Maybe we can get there one day.

Three Rings' "Pronouns" drop-down, with "Dan/Dan/Dan/Dan's/Dan's self" selected.
Three Rings is already capable of supporting people who use no pronouns, but we don’t yet have a user interface to help them specify this! Maybe it’d look like this?

But so long as Three Rings continues to remain ahead of the curve in its respect for and understanding of pronoun use then I’ll be happy.

Our mission is to focus on volunteers and make volunteering easier. At the heart of that mission is treating volunteers with respect. Making sure our system embraces the diversity of the 65,000+ volunteers who use it by using pronouns correctly might be a small part of that, but it’s a part of it, and I for one am glad we make the effort.

Flowchart showing how the pronouns used by Three Rings for a volunteer are contingent on what properties their org records, whether the volunteer has specified pronouns, failing that whether they've specified a gender, falling back to "singular they" pronouns.× Three Rings' "Pronouns" drop-down, with "Dan/Dan/Dan/Dan's/Dan's self" selected.× Three Rings' "Gender" drop-down, with "Female" selected.× Three Rings' "Pronouns" drop-down, with "ze/zir/zir/zirs/zemself" selected.×

Making an RSS feed of YOURLS shortlinks

As you might know if you were paying close attention in Summer 2019, I run a “URL shortener” for my personal use. You may be familiar with public URL shorteners like TinyURL and Bit.ly: my personal URL shortener is basically the same thing, except that only I am able to make short-links with it. Compared to public ones, this means I’ve got a larger corpus of especially-short (e.g. 2/3 letter) codes available for my personal use. It also means that I’m not dependent on the goodwill of a free siloed service and I can add exactly the features I want to it.

Diagram showing the relationships of the DanQ.me ecosystem. Highlighted is the injection of links into the "S.2" link shortener and the export of these shortened links by RSS into FreshRSS.
Little wonder then that my link shortener sat so close to me on my ecosystem diagram the other year.

For the last nine years my link shortener has been S.2, a tool I threw together in Ruby. It stores URLs in a sequentially-numbered database table and then uses the Base62-encoding of the primary key as the “code” part of the short URL. Aside from the fact that when I create a short link it shows me a QR code to I can easily “push” a page to my phone, it doesn’t really have any “special” features. It replaced S.1, from which it primarily differed by putting the code at the end of the URL rather than as part of the domain name, e.g. s.danq.me/a0 rather than a0.s.danq.me: I made the switch because S.1 made HTTPS a real pain as well as only supporting Base36 (owing to the case-insensitivity of domain names).

But S.2’s gotten a little long in the tooth and as I’ve gotten busier/lazier, I’ve leant into using or adapting open source tools more-often than writing my own from scratch. So this week I switched my URL shortener from S.2 to YOURLS.

Screenshot of YOURLS interface showing Dan Q's list of shortened links. Six are shown of 1,939 total.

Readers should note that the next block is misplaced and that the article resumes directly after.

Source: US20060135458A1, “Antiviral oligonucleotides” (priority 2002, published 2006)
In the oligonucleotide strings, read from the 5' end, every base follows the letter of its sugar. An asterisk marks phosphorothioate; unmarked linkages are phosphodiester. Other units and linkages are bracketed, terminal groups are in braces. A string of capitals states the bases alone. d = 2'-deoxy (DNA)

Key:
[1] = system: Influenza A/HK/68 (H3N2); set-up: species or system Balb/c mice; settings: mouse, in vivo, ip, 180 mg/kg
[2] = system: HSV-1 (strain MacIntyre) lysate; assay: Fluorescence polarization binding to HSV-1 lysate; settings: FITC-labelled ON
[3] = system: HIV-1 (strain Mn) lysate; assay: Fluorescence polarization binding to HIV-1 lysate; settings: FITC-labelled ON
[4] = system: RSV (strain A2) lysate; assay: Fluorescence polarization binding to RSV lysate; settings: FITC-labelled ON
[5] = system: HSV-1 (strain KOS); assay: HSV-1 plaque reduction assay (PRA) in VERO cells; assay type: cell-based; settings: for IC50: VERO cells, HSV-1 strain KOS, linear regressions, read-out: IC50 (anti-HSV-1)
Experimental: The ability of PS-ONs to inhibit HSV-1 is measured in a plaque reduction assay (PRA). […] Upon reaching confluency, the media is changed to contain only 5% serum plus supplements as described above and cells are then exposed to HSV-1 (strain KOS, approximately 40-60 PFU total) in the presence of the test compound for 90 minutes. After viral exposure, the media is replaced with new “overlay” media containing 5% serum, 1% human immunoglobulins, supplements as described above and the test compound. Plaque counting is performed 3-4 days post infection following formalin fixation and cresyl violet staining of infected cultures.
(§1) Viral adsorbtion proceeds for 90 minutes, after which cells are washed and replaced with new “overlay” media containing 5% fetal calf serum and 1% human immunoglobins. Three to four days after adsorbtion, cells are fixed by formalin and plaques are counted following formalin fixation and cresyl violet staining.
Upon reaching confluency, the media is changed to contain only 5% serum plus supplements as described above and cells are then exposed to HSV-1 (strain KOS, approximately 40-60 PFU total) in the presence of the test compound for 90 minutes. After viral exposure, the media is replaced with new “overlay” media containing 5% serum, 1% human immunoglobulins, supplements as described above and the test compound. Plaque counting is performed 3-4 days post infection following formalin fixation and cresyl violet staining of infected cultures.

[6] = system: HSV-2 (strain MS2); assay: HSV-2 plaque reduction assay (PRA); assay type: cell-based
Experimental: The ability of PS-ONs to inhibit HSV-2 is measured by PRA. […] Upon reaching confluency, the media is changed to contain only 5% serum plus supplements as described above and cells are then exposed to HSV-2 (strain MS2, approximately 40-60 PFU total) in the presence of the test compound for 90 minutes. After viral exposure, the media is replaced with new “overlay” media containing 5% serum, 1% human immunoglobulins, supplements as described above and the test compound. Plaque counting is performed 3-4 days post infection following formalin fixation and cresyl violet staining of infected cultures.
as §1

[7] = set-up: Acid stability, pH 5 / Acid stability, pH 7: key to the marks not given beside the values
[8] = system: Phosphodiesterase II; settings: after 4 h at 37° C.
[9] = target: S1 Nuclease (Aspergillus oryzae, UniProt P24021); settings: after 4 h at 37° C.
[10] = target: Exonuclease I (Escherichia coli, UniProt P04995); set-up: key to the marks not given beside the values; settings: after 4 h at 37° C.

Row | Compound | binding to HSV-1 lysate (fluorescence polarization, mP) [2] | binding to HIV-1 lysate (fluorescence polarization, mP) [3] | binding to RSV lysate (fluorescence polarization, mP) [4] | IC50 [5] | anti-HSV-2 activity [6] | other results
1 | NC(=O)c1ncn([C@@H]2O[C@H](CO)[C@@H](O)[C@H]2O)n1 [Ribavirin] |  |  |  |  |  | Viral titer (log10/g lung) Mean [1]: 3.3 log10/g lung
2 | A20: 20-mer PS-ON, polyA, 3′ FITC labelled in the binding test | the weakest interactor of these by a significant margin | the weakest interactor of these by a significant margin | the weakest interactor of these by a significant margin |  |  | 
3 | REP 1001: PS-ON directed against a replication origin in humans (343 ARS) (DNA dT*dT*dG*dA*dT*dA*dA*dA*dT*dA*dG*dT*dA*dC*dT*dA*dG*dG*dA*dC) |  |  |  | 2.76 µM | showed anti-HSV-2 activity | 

YOURLs isn’t the prettiest tool in the world, but then it doesn’t have to be: only I ever see the interface pictured above!

One of the things that attracted to me to YOURLS was that it had a ready-to-go Docker image. I’m not the biggest fan of Docker in general, but I do love the convenience of being able to deploy applications super-quickly to my household NAS. This makes installing and maintaining my personal URL shortener much easier than it used to be (and it was pretty easy before!).

Another thing I liked about YOURLS is that it, like S.2, uses Base62 encoding. This meant that migrating my links from S.2 into YOURLS could be done with a simple cross-database INSERT... SELECT statement:

INSERT INTO yourls.yourls_url(keyword, url, title, `timestamp`, clicks)
  SELECT shortcode, url, title, created_at, 0 FROM danq_short.links

But do you know what’s a bigger deal for my lifestack than my URL shortener? My RSS reader! I’ve written about it a lot, but I use RSS for just about everything and my feed reader is my first, last, and sometimes only point of contact with the Web! I’m so hooked-in to my RSS ecosystem that I’ll use my own middleware to add feeds to sites that don’t have them, or for which I’m not happy with the feed they provide, e.g. stripping sports out of BBC News, subscribing to webcomics that don’t provide such an option (sometimes accidentally hacking into sites on the way), and generating “complete” archives of series’ of posts so I can use my reader to track my progress.

One of S.1/S.2’s features was that it exposed an RSS feed at a secret URL for my reader to ingest. This was great, because it meant I could “push” something to my RSS reader to read or repost to my blog later. YOURLS doesn’t have such a feature, and I couldn’t find anything in the (extensive) list of plugins that would do it for me. I needed to write my own.

Partial list of Dan's RSS feed subscriptions, including Jeremy Keith, Jim Nielson, Natalie Lawhead, Bruce Schneier, Scott O'Hara, "Yahtzee", BBC News, and several podcasts, as well as (highlighted) "Dan's Short Links", which has 5 unread items.
In some ways, subscribing “to yourself” is a strange thing to do. In other ways… shut up, I’ll do what I like.

I could have written a YOURLS plugin. Or I could have written a stack of code in Ruby, PHP, Javascript or some other language to bridge these systems. But as I switched over my shortlink subdomain s.danq.me to its new home at danq.link, another idea came to me. I have direct database access to YOURLS (and the table schema is super simple) and the command-line MariaDB client can output XML… could I simply write an XML Transformation to convert database output directly into a valid RSS feed? Let’s give it a go!